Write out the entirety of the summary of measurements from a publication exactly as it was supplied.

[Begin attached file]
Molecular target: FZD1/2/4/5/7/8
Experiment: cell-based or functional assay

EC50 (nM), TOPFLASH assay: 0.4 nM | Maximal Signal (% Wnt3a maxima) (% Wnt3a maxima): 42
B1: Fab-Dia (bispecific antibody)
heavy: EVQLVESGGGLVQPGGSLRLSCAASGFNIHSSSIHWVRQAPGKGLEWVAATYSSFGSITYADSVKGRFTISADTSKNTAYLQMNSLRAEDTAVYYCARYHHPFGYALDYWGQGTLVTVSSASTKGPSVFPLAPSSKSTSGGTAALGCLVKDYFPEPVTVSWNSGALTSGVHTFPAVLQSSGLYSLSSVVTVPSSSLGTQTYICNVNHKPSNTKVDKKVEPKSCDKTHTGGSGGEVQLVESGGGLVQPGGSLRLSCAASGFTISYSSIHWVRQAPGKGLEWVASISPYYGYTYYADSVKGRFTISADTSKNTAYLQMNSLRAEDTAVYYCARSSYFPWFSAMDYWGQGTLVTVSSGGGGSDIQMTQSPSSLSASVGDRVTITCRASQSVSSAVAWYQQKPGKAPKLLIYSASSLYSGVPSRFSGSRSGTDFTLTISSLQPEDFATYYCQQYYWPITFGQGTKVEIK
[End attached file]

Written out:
Molecular target: FZD1/2/4/5/7/8
Experiment: cell-based or functional assay

EC50 (nM), TOPFLASH assay: 0.4 nM | Maximal Signal (% Wnt3a maxima) (% Wnt3a maxima): 42
B1: Fab-Dia (bispecific antibody)
heavy: EVQLVESGGGLVQPGGSLRLSCAASGFNIHSSSIHWVRQAPGKGLEWVAATYSSFGSITYADSVKGRFTISADTSKNTAYLQMNSLRAEDTAVYYCARYHHPFGYALDYWGQGTLVTVSSASTKGPSVFPLAPSSKSTSGGTAALGCLVKDYFPEPVTVSWNSGALTSGVHTFPAVLQSSGLYSLSSVVTVPSSSLGTQTYICNVNHKPSNTKVDKKVEPKSCDKTHTGGSGGEVQLVESGGGLVQPGGSLRLSCAASGFTISYSSIHWVRQAPGKGLEWVASISPYYGYTYYADSVKGRFTISADTSKNTAYLQMNSLRAEDTAVYYCARSSYFPWFSAMDYWGQGTLVTVSSGGGGSDIQMTQSPSSLSASVGDRVTITCRASQSVSSAVAWYQQKPGKAPKLLIYSASSLYSGVPSRFSGSRSGTDFTLTISSLQPEDFATYYCQQYYWPITFGQGTKVEIK